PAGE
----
Meanwhile, over at The Boathouse on East Bay (also owned by Stoney), Ryan Herrman is on a similar path after taking over the helm here two months ago. His goal is to be “for real” local produce/fish and “for real” sustainable seafood and to continue to make subtle changes in the menu. Not surprisingly, with Romo’s French roots, the new, streamlined menu at Fish features a good amount of classic technique and Asian twists on multiple dishes such as Shrimp Grits with a Miso Broth and Kona Kapachi with Parsnip Puree, Kumquat and Mustard Miso Sauce.
442 King Street, downtown
880 Allbrighton Boulevard, Mt. Pleasant
3140 Maybank Highway, Johns Island
The Boathouse on East Bay
549 East Bay Street, downtown
10 Exchange Street, downtown
With so many wonderful printed menu offerings scattered about greater Charleston like edible pixie dust, it’s especially satisfying to come across those that come to be known not from any menu, but from pure happenstance or word of mouth. These dishes are all the more indulgent not just because of their clandestine circumstance, but also because their specialized nature ensures a meal employing the freshest goods, extra special attention to detail, and perhaps an extra dose of love from the chef that chooses to whip it together upon a slightly hushed request. It’s something like having a secret lover but not nearly as dangerous and equally (if not more) delicious.
I came upon two such delights in the best possible way; completely by surprise. The first was at the always fabulous Basil. A colleague suggested I try the off-menu pho, a pungent Vietnamese noodle soup with name origins that are believed to go back to the French “pot au feu”. He’d known about it for a while, but it was new to me. True to form, like everything here, it was impeccable. The smooth and silky broth was gingerly perfumed with ginger and a kiss of lime and it was served so hot it practically boiled in palate-pleasing delight. Basil’s pho can be prepared with shrimp, beef or pork and is laced with seductive rice noodles and flavor. It’s not on the menu, but it can be ordered for lunch or dinner service upon request.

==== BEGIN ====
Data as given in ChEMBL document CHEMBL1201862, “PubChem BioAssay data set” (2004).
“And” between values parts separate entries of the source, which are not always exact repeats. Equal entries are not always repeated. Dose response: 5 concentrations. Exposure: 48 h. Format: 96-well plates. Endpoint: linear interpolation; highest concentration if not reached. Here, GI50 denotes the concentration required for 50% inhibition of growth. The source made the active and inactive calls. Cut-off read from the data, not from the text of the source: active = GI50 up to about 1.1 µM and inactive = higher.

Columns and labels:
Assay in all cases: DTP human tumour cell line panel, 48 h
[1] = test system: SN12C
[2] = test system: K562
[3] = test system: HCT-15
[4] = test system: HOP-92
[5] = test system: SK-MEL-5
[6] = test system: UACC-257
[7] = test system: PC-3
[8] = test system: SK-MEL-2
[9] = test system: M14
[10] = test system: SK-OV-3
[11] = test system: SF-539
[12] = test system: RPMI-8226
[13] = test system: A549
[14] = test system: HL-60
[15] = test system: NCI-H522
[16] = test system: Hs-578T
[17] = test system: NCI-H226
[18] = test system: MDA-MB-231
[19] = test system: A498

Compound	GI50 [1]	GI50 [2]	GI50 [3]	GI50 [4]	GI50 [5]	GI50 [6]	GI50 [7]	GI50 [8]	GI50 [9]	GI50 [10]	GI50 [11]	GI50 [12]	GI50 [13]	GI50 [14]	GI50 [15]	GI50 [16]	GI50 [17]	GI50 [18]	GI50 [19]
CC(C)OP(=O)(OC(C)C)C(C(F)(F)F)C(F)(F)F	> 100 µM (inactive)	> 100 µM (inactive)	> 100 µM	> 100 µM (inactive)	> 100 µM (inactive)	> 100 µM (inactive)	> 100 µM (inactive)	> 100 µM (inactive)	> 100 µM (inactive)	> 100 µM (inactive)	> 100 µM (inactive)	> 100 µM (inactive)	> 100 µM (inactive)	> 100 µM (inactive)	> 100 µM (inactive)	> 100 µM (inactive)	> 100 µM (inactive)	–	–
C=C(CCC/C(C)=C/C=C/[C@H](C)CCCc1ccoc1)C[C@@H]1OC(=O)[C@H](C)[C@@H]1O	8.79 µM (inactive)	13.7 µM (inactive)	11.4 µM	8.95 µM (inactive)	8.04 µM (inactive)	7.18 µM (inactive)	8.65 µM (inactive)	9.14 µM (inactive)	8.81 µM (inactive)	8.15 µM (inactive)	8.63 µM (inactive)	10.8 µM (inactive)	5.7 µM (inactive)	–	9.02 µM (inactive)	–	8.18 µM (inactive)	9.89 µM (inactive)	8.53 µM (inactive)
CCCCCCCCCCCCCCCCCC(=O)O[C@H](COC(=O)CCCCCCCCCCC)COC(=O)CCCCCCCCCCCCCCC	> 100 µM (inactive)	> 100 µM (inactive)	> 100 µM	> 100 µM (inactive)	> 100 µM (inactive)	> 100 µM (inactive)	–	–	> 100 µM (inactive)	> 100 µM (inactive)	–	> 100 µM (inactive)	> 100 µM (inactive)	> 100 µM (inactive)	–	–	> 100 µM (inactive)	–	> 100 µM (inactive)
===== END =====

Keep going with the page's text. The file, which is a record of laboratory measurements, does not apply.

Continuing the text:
I am less surprised that Sienna’s chef/owner Ken Vedrinski, ever the veteran producer of hand-tailored menus both here and previously at Woodland’s , would jump at the chance to put together an off-menu tomato salad. Whoever said (including me) that nothing beats a tomato sandwich on white bread with a smear of mayo in the South’s prime tomato season, was wrong. Vedrinski’s off-menu creation of Owl’s Nest heirloom tomatoes was breathtaking in its simplicity. Hearty wedges of heirloom globes in hues of red, yellow, purple and green burst to life with a drizzle of the finest EVO and a subtle grappa vinegar. The literal and figurative summer-perfect topper was a quenelle of cool and delicate gorgonzola gelato that oozed lovingly into the crevices of the juicy tomatoes. It was an excellent companion to Sienna’s many revolving pasta dishes, all made with succulent house prepared pasta and Vedrinski’s special flare for converting his grandmother’s recipes and passion for Italian cooking into an unparalleled treat for the senses. And that’s no secret!
460 King Street, downtown
901 Island Park Drive, Daniel Island